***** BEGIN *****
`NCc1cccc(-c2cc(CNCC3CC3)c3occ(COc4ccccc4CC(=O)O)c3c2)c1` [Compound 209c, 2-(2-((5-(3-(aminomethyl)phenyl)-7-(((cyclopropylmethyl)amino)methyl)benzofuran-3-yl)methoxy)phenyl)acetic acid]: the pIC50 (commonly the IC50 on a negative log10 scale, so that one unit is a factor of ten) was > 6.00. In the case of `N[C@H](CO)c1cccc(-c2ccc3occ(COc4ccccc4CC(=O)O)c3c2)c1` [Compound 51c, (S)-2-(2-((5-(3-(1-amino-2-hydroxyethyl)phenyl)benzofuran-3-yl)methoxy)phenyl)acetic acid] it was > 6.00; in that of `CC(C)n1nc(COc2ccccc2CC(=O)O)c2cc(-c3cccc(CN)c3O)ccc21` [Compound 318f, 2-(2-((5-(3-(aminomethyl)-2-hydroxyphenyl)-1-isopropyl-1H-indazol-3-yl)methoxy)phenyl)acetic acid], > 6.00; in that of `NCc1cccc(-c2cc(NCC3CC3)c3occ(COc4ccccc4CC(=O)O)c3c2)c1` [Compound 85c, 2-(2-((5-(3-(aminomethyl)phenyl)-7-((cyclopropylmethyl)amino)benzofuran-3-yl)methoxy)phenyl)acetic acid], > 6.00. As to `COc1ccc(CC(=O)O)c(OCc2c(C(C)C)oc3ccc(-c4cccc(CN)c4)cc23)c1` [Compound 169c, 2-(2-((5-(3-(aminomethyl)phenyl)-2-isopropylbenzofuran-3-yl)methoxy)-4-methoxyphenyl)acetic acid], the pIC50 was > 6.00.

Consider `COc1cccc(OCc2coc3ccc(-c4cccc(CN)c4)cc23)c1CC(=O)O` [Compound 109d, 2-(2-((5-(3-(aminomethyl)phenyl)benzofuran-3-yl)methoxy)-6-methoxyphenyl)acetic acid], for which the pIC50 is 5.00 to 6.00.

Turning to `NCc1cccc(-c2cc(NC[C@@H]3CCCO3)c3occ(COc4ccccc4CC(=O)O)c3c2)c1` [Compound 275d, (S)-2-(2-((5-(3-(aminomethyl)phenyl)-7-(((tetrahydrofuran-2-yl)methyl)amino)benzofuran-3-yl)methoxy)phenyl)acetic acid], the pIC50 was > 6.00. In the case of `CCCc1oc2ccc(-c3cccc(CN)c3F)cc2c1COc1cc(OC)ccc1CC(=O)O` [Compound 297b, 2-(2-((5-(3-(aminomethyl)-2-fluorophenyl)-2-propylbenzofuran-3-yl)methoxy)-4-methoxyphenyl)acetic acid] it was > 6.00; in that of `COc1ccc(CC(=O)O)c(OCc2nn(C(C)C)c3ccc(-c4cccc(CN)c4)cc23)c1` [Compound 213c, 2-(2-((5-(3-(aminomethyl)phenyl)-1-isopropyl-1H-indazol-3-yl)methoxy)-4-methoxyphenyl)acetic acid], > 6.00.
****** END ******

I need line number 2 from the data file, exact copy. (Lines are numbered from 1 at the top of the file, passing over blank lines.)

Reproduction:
Consider `COc1cccc(OCc2coc3ccc(-c4cccc(CN)c4)cc23)c1CC(=O)O` [Compound 109d, 2-(2-((5-(3-(aminomethyl)phenyl)benzofuran-3-yl)methoxy)-6-methoxyphenyl)acetic acid], for which the pIC50 is 5.00 to 6.00.